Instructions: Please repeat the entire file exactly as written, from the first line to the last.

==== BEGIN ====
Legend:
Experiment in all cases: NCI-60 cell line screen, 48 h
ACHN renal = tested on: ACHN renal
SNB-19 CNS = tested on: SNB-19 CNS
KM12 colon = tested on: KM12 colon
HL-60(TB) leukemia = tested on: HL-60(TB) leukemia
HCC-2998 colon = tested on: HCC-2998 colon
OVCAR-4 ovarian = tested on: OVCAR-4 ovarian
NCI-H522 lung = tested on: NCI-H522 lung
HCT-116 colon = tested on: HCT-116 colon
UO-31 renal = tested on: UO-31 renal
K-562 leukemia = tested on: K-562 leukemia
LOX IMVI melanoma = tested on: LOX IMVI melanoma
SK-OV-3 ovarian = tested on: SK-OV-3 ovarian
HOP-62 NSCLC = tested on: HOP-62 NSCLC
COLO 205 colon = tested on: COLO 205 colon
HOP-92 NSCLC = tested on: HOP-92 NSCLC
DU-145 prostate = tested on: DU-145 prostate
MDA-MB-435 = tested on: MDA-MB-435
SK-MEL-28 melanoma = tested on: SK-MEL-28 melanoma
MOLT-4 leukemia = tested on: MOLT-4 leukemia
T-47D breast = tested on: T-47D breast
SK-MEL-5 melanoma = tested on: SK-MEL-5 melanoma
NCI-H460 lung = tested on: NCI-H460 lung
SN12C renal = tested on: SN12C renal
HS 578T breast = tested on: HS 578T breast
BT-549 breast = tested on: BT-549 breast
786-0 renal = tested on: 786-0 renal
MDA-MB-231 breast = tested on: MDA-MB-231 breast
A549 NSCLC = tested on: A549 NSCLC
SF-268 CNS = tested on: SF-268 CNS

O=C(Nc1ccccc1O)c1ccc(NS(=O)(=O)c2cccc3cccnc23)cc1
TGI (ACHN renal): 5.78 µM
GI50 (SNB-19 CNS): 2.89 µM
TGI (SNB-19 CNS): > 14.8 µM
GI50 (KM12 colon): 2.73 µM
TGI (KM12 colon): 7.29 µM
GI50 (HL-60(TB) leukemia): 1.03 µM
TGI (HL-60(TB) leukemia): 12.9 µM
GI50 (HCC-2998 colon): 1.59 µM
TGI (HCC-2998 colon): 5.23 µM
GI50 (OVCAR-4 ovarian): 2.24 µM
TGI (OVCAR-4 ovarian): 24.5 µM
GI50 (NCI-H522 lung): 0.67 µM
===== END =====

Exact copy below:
Legend:
Experiment in all cases: NCI-60 cell line screen, 48 h
ACHN renal = tested on: ACHN renal
SNB-19 CNS = tested on: SNB-19 CNS
KM12 colon = tested on: KM12 colon
HL-60(TB) leukemia = tested on: HL-60(TB) leukemia
HCC-2998 colon = tested on: HCC-2998 colon
OVCAR-4 ovarian = tested on: OVCAR-4 ovarian
NCI-H522 lung = tested on: NCI-H522 lung
HCT-116 colon = tested on: HCT-116 colon
UO-31 renal = tested on: UO-31 renal
K-562 leukemia = tested on: K-562 leukemia
LOX IMVI melanoma = tested on: LOX IMVI melanoma
SK-OV-3 ovarian = tested on: SK-OV-3 ovarian
HOP-62 NSCLC = tested on: HOP-62 NSCLC
COLO 205 colon = tested on: COLO 205 colon
HOP-92 NSCLC = tested on: HOP-92 NSCLC
DU-145 prostate = tested on: DU-145 prostate
MDA-MB-435 = tested on: MDA-MB-435
SK-MEL-28 melanoma = tested on: SK-MEL-28 melanoma
MOLT-4 leukemia = tested on: MOLT-4 leukemia
T-47D breast = tested on: T-47D breast
SK-MEL-5 melanoma = tested on: SK-MEL-5 melanoma
NCI-H460 lung = tested on: NCI-H460 lung
SN12C renal = tested on: SN12C renal
HS 578T breast = tested on: HS 578T breast
BT-549 breast = tested on: BT-549 breast
786-0 renal = tested on: 786-0 renal
MDA-MB-231 breast = tested on: MDA-MB-231 breast
A549 NSCLC = tested on: A549 NSCLC
SF-268 CNS = tested on: SF-268 CNS

O=C(Nc1ccccc1O)c1ccc(NS(=O)(=O)c2cccc3cccnc23)cc1
TGI (ACHN renal): 5.78 µM
GI50 (SNB-19 CNS): 2.89 µM
TGI (SNB-19 CNS): > 14.8 µM
GI50 (KM12 colon): 2.73 µM
TGI (KM12 colon): 7.29 µM
GI50 (HL-60(TB) leukemia): 1.03 µM
TGI (HL-60(TB) leukemia): 12.9 µM
GI50 (HCC-2998 colon): 1.59 µM
TGI (HCC-2998 colon): 5.23 µM
GI50 (OVCAR-4 ovarian): 2.24 µM
TGI (OVCAR-4 ovarian): 24.5 µM
GI50 (NCI-H522 lung): 0.67 µM